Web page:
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Cult of the Egyptian Gods at Demetrias Wiznura, Adam


Demetrias was an important port city for the Macedonians and during the period of around 217-168 BCE, Demetrias grew as a commercial and political centre, with the port of Demetrias becoming very “international” with many peoples from around the Mediterranean world coming to Demetrias. Starting from the 3rd c. BCE Demetrias became the home to many Egyptian deities (such as Isis, Serapis, Anubis, and Harpokrates). Maria Stamatopoulou suggests worship of the Egyptian gods probably started as private among Egyptian migrants, or possibly Macedonian soldiers who had served in Egypt, but that worship became public during the 2nd century BCE. The worship of the Egyptian gods in Demetrias is known primarily from inscriptions and funerary stelae. No cult sites, however, have yet been identified archaeologically and it is still impossible to determine the material characteristics of their sacred spaces. A Serapeion is attested from an honorific inscription, although a location is still unknown. Apostolos Arvanitopoulos also identified a sanctuary to Harpokrates, but this identification is heavily debated. Sofia Kravaritou mentions that intermarriages between Egyptian and non-Egyptian inhabitants of Demetrias could have been a factor in the growth of the cult, as Hellenised Egyptian names can be found on Demetrian painted grave stelae. By the Roman period it appears that the cults of the Egyptian gods were firmly entrenched with the society of Demetrias.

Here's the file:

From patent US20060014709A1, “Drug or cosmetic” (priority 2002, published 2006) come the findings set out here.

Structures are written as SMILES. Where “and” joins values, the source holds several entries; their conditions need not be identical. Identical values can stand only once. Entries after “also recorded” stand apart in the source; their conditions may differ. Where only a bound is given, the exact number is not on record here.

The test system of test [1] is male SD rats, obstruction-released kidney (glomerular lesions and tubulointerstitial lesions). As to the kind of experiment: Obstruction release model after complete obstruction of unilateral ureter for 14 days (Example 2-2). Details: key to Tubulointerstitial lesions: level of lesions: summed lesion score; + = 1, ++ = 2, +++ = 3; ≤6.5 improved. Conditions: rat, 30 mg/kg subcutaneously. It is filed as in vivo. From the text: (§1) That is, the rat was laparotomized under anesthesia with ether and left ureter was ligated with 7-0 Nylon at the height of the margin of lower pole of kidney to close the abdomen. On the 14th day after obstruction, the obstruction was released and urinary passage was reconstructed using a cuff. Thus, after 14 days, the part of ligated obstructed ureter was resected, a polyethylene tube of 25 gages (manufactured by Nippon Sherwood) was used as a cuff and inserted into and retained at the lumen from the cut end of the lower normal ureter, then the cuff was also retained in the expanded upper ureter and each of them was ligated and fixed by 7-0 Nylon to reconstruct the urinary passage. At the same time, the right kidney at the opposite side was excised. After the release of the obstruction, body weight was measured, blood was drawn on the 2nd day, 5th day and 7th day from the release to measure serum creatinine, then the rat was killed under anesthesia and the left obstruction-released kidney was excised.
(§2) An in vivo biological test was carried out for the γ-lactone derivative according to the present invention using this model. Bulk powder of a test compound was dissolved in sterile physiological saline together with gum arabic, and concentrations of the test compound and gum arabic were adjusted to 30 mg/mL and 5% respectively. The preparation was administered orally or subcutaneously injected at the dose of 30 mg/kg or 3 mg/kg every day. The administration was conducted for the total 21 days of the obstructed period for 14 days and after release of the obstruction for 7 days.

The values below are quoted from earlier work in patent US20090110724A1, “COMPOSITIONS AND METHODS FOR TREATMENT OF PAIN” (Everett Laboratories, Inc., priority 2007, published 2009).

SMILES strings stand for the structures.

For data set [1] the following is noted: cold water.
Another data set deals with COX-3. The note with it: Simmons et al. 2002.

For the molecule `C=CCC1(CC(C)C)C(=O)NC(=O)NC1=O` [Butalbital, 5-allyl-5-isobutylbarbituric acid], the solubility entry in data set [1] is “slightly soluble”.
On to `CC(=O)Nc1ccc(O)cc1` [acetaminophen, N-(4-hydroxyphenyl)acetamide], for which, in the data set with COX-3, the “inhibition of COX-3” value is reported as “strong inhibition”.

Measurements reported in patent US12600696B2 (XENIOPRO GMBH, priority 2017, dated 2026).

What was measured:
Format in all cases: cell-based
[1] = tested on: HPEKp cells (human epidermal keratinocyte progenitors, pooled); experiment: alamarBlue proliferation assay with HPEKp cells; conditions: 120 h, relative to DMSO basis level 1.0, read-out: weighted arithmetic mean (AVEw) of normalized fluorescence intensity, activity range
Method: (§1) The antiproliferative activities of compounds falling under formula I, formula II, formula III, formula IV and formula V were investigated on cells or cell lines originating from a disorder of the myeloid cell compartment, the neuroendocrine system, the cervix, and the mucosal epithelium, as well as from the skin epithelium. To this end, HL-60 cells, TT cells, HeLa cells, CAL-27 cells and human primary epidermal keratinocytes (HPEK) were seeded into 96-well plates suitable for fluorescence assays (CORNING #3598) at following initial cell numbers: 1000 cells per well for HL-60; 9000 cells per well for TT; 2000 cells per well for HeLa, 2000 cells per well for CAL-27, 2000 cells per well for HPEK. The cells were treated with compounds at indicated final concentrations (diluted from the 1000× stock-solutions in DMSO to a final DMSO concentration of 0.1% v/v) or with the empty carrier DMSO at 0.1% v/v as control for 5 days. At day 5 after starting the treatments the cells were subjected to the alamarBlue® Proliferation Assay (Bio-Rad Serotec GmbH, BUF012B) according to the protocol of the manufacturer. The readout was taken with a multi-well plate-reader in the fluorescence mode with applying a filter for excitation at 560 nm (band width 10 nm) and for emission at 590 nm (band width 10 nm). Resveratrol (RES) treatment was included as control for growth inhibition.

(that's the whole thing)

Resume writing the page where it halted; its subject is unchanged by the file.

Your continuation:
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Attribution 4.0 International